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Network AF, Episode 5: Building relationships as an internet analyst with Doug Madory

Michelle Kincaid

Network AF Podcast


Listen to our host Avi and guest Doug Madory’s conversation around internet analysis. Doug shares how he got into technology, his career in the Air Force, and dives into what it’s like building relationships with the press and working with them as an internet analyst.

Doug Madory

Network AF welcomes Doug Madory to the podcast.

Doug is a veteran, a researcher, a writer and Kentik’s director of internet analysis. With his start in the U.S. Air Force within its Information War Center, Doug has now been working in the networking industry for 12 years.

After the Air Force, Doug went on to work for Renesys, which was acquired by Dyn, which was later acquired by Oracle. At each of these companies, he served as an expert network researcher, using data to help interpret events, human behavior and internet incidents. At Kentik, Doug focuses on turning networking data into meaningful insights for customers and sharing his research with the industry and curious, everyday digital citizens.

During this episode of the podcast, Avi and Doug discuss:

  • How Doug’s interests led him to internet analysis
  • How Doug builds relationships while communicating technical networking data
  • How analyzing traffic flow presents opportunities for investigative journalists to tell stories
  • And the effects of internet shutdowns

Getting his start

From Poughkeepsie, New York, Doug gained an interest in technology at a young age. His father worked at IBM for 30 years, writing code and working on mainframes. As a result, there were always computers around the family home for Doug and his brother to learn on.

Doug joined the Air Force as a network engineer on a team running the IT infrastructure for intelligence operations. He recounts his appreciation for Cisco’s certification programs, which he says helped his skill and technical understanding. Eventually, he made his way to head of the Solaris Administration for the Information War Center, in charge of 55 airmen who needed to be able to deploy in a moment’s notice.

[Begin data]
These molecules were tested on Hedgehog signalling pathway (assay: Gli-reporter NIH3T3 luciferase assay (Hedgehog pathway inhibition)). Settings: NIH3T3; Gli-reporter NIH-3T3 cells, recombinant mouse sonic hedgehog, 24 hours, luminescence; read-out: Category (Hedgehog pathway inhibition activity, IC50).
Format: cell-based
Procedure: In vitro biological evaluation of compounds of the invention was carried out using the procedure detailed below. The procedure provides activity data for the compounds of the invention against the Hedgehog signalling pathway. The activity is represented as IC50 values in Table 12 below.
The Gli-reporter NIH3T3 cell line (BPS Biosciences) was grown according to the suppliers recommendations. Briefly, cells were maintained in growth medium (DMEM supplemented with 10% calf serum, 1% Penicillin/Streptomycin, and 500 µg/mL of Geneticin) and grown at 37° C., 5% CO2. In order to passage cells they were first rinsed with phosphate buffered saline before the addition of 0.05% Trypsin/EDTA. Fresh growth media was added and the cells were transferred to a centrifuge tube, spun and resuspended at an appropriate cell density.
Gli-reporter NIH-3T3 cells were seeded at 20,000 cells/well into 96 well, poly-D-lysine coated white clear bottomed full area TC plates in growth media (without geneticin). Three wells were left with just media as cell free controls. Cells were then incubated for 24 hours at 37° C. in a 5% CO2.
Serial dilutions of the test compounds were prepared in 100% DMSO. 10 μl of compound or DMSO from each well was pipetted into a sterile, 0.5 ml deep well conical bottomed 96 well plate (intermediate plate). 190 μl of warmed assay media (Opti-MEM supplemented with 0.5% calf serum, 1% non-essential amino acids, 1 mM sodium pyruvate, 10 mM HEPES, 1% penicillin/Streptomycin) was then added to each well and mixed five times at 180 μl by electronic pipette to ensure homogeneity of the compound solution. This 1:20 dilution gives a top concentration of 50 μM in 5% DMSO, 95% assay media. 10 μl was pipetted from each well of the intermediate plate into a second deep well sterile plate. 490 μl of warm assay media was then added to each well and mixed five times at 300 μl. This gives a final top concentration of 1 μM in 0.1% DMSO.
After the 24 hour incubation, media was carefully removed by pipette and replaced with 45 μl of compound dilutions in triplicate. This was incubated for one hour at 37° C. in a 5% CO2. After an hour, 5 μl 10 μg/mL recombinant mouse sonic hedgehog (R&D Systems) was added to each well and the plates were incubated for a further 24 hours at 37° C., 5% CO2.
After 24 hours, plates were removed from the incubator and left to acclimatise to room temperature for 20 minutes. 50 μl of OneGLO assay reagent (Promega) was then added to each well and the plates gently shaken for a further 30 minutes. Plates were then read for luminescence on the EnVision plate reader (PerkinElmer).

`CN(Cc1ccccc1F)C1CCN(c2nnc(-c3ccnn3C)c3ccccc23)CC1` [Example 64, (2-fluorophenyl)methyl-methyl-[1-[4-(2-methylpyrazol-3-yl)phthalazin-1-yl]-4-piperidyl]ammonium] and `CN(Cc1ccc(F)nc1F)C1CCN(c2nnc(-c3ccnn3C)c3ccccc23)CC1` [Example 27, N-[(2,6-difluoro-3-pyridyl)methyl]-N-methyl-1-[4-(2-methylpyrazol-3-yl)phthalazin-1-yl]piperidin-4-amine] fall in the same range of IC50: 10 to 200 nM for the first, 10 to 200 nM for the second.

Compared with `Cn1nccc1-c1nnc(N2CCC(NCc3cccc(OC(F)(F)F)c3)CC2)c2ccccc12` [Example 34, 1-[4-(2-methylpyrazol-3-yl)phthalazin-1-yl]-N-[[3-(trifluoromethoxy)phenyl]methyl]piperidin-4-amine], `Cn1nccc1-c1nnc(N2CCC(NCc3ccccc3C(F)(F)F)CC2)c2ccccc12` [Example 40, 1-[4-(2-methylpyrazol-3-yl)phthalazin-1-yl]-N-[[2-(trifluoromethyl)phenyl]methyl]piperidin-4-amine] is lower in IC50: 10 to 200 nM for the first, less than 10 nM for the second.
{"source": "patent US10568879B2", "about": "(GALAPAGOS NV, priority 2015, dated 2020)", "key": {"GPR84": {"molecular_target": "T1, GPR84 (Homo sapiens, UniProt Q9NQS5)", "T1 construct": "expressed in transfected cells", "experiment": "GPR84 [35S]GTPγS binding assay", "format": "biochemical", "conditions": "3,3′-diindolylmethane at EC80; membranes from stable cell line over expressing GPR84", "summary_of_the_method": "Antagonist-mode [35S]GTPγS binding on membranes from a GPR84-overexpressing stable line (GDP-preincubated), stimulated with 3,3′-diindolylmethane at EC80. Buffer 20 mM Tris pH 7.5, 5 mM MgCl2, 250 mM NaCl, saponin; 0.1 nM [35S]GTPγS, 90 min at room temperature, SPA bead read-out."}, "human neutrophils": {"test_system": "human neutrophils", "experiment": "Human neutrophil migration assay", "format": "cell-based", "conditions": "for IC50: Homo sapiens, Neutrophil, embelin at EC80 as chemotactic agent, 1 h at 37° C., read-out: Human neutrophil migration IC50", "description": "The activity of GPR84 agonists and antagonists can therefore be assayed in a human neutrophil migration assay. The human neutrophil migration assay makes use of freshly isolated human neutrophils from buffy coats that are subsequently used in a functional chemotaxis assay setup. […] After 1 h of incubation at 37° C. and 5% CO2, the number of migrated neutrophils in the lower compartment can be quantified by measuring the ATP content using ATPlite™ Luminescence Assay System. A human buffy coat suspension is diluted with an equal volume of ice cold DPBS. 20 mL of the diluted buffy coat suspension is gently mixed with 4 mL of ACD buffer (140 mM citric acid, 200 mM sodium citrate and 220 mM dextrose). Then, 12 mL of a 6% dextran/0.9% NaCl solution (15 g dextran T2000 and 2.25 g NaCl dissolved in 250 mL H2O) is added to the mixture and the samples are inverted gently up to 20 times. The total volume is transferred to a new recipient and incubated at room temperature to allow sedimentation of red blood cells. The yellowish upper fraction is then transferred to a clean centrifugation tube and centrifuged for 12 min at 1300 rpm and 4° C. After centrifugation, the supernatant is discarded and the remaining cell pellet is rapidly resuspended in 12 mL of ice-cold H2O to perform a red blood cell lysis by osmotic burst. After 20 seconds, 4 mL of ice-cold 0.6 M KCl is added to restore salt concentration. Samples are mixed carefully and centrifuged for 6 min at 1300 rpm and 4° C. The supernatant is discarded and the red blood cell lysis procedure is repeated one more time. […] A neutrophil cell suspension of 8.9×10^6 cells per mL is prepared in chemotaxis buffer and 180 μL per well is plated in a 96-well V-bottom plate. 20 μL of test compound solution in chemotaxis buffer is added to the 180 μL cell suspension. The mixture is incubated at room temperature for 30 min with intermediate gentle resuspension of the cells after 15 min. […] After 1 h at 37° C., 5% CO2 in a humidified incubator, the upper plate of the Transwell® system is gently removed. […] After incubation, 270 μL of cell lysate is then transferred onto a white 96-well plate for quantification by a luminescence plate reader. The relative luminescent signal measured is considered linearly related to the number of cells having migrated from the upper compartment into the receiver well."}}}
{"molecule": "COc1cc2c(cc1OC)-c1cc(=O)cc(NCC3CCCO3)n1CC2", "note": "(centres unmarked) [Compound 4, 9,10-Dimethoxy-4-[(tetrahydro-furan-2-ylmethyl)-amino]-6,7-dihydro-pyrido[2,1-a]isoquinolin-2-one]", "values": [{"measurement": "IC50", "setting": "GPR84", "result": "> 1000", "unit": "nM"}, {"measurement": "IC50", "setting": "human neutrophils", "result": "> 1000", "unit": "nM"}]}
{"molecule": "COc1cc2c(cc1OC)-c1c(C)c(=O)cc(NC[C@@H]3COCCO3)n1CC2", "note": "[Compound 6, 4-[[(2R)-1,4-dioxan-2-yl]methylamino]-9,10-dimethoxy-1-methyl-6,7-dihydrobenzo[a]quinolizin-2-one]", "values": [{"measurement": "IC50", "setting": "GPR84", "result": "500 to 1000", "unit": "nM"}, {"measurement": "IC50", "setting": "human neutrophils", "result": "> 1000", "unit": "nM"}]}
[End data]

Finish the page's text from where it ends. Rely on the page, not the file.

BGP as a professional gateway

Doug credits some of his professional growth and learnings from his early days at Renesys, where he says he did a lot of BGP analysis. He jokes that he “started off as the guy who would just write reports that nobody wanted to write, and do data QA that people didn’t really want to do.” This turned into writing opportunities that strengthened his ability to translate this information clearly, and became a major part of his professional path.

On the subject of how this was all possible, Doug talks about being mentored as an “understudy” to Renesys’ founder Jim Cowie, collaborating with Jim and adding more detail to Jim’s materials.

Avi also asks Doug about his focus on internet outages, shutdowns and internet development. Doug says he writes about “gory routing incident autopsies.” He says he’s also is fascinated by a trend in the world where governments will shut down their internet to prevent students from cheating on exams.

On internet shutdowns

Given the nature of this type of work, Doug’s orbit becomes entangled with relevant crises like the Arab Spring and other internet shutdowns that governments like Egypt imposed on their citizens. At Renesy, he had the tools to dig into BGP data and interpret what was happening. He says that the company didn’t see its role as being a flag carrier for human rights so much as having the ability to give technical analysis and make sure everybody got the story accurate. In a stroke of luck, Doug received a tip about the Egyptian internet being shut off from a network engineer a day in advance, giving him a day’s notice on the Egyptian revolution.

He also references some of his favorite journalism projects, including working with The New York Times on the North Korean and Myanmar outages.

What’s ahead

Doug is currently excited about learning new skills and growing his understanding of synthetic monitoring research for performance measurement. This will help him help Kentik customers and interested journalists to easily interpret and tell their own stories of what’s happening across the internet.

If he could tell his younger self something, Doug says he would’ve never been able to predict this amazing internet data analysis and interpretation job could exist or that there would be so many in-depth analysis tools. In addition to sharing general advice on building relationships and learning, Doug tells the audience to always ask questions from a place of humility and trust that the intrinsically passionate people in this space will respond in kind.

Doug’s parting advice is to be someone who helps others and to try to find people at the right moment. You can find Doug on Twitter, LinkedIn and the Kentik blog.

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